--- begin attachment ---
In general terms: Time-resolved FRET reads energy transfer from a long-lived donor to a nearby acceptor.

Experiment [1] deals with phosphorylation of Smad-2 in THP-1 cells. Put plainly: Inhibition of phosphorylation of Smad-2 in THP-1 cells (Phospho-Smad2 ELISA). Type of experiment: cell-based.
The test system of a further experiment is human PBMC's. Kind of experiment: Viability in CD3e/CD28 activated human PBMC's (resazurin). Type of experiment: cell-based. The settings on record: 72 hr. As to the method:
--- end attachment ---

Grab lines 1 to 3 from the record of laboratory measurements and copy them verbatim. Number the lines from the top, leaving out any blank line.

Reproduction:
In general terms: Time-resolved FRET reads energy transfer from a long-lived donor to a nearby acceptor.

Experiment [1] deals with phosphorylation of Smad-2 in THP-1 cells. Put plainly: Inhibition of phosphorylation of Smad-2 in THP-1 cells (Phospho-Smad2 ELISA). Type of experiment: cell-based.
The test system of a further experiment is human PBMC's. Kind of experiment: Viability in CD3e/CD28 activated human PBMC's (resazurin). Type of experiment: cell-based. The settings on record: 72 hr. As to the method: